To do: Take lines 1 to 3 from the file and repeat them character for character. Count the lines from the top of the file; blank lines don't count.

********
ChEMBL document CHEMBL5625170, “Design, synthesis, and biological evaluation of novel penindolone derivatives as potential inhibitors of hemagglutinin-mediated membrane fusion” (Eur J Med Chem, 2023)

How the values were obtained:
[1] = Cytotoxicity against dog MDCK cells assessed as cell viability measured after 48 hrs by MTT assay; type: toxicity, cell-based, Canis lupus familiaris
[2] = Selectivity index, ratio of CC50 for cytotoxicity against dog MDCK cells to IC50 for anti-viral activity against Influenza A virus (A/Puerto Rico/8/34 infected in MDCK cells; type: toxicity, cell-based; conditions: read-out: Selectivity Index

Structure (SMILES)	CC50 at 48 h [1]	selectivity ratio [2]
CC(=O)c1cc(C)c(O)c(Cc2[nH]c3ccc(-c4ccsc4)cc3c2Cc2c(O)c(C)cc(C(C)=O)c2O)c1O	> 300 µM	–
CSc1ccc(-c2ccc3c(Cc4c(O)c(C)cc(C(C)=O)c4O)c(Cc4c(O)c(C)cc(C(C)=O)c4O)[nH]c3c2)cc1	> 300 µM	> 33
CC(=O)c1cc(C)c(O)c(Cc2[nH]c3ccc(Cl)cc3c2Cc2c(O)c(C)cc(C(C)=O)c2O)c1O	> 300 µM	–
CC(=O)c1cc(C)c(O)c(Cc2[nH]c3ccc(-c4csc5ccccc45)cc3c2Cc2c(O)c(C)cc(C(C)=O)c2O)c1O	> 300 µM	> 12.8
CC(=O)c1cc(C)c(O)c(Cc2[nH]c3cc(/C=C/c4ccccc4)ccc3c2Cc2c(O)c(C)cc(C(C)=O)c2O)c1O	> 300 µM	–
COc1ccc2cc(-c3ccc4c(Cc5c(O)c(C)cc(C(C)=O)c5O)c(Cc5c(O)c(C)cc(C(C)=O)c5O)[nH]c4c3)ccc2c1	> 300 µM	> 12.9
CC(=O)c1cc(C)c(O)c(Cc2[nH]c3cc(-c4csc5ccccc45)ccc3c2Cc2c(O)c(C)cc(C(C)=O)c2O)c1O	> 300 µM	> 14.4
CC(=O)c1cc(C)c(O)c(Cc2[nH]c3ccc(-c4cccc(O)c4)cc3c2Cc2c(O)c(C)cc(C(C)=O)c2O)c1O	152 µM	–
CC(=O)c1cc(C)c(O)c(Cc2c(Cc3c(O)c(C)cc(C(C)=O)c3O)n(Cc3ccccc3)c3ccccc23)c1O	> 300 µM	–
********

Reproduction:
ChEMBL document CHEMBL5625170, “Design, synthesis, and biological evaluation of novel penindolone derivatives as potential inhibitors of hemagglutinin-mediated membrane fusion” (Eur J Med Chem, 2023)

How the values were obtained:
[1] = Cytotoxicity against dog MDCK cells assessed as cell viability measured after 48 hrs by MTT assay; type: toxicity, cell-based, Canis lupus familiaris